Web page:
Autoimmune Diseases and RA
It might not seem that rheumatoid arthritis (RA) has anything in common with type 1 diabetes or multiple sclerosis. But it does -- they’re all autoimmune diseases. So what does that mean?
These conditions happen when your body attacks itself.
What Are Autoimmune Diseases?
Normally, your immune system acts like a loyal bodyguard with two main jobs:
- It helps find cancer cells and get rid of them.
- It protects you from outside invaders, like viruses or bacteria.
“When you have an infection like a cold or the flu, for example, the immune system launches a battle,” says Virginia T. Ladd, president and executive director of the American Autoimmune Related Diseases Association (AARDA). This causes inflammation inside the body, and symptoms like watery eyes and a runny nose. It fights the germs to get rid of them. That’s a great thing.
When you have an autoimmune disease a similar thing happens. But the results aren’t so good. Something causes your immune system to mistake your own cells, tissues, or organs as the bad guys. So it fights them. With RA it attacks your joints and their lining, called synovium.
What Triggers Autoimmune Diseases?
That's still not clear. But researchers are making progress.
As with other life-long conditions like heart disease, it’s probably not just one thing that causes these disorders. Many things work together to raise your risk, like your genes, environment, and lifestyle choices, says John A. Peyman, PhD, program officer in the autoimmunity branch of the National Institute of Allergy and Infectious Diseases (NIAID).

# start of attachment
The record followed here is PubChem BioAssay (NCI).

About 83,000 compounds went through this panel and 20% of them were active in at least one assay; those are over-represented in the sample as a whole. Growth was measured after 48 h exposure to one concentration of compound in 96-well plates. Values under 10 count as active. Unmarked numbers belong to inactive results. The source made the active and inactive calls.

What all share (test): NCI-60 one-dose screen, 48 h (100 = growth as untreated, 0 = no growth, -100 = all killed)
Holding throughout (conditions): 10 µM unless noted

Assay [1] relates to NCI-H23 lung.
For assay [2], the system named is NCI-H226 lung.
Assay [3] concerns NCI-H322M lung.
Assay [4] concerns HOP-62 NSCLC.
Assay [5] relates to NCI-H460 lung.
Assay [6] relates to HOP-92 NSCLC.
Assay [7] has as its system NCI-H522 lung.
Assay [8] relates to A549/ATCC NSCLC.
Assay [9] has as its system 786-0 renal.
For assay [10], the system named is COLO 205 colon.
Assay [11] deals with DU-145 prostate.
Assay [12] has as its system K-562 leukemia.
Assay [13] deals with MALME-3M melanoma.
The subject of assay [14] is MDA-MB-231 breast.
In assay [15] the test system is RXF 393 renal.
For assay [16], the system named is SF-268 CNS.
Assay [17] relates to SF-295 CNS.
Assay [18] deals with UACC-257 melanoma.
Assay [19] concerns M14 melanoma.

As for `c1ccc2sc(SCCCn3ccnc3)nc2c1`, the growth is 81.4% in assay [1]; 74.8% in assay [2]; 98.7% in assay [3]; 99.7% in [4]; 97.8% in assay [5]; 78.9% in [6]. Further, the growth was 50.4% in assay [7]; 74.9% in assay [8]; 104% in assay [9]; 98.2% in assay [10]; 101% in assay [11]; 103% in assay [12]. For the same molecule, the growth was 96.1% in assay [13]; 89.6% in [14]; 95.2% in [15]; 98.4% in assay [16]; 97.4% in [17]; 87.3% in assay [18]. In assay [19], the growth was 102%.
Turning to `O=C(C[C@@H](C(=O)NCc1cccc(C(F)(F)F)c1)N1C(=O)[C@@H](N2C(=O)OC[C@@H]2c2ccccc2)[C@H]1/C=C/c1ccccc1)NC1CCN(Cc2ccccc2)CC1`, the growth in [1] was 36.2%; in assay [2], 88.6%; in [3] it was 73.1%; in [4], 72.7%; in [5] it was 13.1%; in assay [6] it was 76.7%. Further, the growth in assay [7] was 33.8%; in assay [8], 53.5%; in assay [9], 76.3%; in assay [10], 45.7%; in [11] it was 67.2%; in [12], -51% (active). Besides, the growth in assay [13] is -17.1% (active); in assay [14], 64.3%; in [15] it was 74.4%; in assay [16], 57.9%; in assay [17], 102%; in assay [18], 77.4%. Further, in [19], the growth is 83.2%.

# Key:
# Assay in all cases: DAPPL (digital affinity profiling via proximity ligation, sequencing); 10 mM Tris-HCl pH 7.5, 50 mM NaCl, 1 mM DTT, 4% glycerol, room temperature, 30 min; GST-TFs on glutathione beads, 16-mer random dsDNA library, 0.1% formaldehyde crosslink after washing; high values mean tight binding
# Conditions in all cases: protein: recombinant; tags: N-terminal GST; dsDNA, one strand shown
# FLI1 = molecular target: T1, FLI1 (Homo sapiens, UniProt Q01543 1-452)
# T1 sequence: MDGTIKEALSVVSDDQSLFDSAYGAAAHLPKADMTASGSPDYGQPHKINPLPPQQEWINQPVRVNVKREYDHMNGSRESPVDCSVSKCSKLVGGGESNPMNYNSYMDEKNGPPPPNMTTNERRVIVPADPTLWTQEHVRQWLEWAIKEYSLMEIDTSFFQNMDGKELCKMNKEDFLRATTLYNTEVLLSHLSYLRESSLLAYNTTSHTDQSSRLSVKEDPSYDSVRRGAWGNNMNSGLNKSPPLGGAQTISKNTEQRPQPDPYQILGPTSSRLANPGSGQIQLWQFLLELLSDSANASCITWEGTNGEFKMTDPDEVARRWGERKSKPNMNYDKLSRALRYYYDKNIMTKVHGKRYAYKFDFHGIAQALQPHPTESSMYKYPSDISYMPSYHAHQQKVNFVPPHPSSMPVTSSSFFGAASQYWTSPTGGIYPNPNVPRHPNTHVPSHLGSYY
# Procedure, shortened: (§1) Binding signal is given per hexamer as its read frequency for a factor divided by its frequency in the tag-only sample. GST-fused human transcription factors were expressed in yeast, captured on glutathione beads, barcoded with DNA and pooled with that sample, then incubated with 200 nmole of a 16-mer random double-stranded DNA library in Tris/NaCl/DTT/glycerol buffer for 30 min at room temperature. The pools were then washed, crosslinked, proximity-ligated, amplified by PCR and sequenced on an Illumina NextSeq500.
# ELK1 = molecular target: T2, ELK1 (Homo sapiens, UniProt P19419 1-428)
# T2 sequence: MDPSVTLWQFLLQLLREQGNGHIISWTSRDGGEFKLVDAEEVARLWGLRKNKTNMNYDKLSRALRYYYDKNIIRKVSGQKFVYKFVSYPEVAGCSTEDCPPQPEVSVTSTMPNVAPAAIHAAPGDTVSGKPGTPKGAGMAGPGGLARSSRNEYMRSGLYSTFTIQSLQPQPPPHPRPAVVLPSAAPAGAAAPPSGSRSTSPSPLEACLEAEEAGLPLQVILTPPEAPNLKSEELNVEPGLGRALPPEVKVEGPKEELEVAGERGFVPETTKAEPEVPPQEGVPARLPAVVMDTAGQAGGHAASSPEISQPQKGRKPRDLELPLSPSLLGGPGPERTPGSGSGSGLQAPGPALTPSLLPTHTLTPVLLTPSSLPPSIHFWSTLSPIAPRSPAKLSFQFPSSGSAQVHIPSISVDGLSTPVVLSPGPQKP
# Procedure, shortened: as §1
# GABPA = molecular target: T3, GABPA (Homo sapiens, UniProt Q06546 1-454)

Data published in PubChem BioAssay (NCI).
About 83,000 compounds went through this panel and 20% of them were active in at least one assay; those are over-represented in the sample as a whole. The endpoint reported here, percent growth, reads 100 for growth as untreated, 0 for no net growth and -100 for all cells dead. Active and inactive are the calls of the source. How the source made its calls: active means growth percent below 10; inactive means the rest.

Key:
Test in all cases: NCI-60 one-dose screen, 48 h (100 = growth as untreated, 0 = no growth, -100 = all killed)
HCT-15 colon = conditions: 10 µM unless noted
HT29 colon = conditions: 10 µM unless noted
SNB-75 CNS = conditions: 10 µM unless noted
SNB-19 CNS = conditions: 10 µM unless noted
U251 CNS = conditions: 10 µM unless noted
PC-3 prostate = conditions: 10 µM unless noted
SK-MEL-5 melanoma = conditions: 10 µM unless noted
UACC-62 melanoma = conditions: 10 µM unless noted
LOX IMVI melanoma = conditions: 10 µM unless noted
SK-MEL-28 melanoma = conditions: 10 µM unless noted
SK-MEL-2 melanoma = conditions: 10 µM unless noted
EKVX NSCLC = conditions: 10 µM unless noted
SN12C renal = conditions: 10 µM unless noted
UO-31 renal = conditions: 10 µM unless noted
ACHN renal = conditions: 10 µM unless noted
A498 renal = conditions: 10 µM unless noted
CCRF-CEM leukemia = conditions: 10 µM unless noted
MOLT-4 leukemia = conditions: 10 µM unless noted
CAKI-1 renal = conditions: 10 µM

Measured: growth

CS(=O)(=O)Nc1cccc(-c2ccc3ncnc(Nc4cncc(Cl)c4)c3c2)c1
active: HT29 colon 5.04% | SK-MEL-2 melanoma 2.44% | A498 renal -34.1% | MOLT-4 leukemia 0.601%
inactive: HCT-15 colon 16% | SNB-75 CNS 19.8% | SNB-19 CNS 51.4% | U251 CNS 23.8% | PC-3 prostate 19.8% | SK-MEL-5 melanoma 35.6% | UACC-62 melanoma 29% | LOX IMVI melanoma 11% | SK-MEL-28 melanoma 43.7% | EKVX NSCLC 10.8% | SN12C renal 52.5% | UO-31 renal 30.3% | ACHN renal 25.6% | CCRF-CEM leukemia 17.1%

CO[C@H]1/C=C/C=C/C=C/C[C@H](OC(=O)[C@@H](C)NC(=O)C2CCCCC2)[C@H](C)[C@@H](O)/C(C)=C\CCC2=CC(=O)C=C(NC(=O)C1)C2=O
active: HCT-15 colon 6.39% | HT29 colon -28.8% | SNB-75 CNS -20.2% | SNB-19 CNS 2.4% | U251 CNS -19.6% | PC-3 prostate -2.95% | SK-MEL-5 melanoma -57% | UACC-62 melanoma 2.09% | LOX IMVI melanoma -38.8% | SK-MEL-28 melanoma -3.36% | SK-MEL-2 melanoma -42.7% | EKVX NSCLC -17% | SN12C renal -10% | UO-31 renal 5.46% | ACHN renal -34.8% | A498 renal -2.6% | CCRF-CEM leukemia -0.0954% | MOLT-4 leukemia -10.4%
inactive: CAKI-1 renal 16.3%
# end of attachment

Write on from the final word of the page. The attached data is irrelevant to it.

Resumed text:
For starters, it seems that you can be more likely to get an autoimmune disease if other members of your family have one. Your parents can pass down genes that make it more likely.
One gene has been linked with most autoimmune diseases, Peyman says. It’s called human leukocyte antigen (HLA).
“200 other genes contribute a tiny bit to the chance of getting RA,” he says.
So what happens if you inherit one of the genes?
You may be more likely than the average person to get an autoimmune disorder. While another person might get an infection and get better, the same infection might trigger the inflammation inside your body that leads to the disease, Peyman says.
For example, researchers are studying super-tiny living things called microbes in your gut, mouth, and on your skin. They may work more closely with the immune system than people thought, Ladd says. If they're out of balance, it may trigger your immune system and make more inflammation.
Other possible triggers include pesticides and smoking, she says. Hormones also probably play a role, since autoimmune diseases are much more common in women than in men.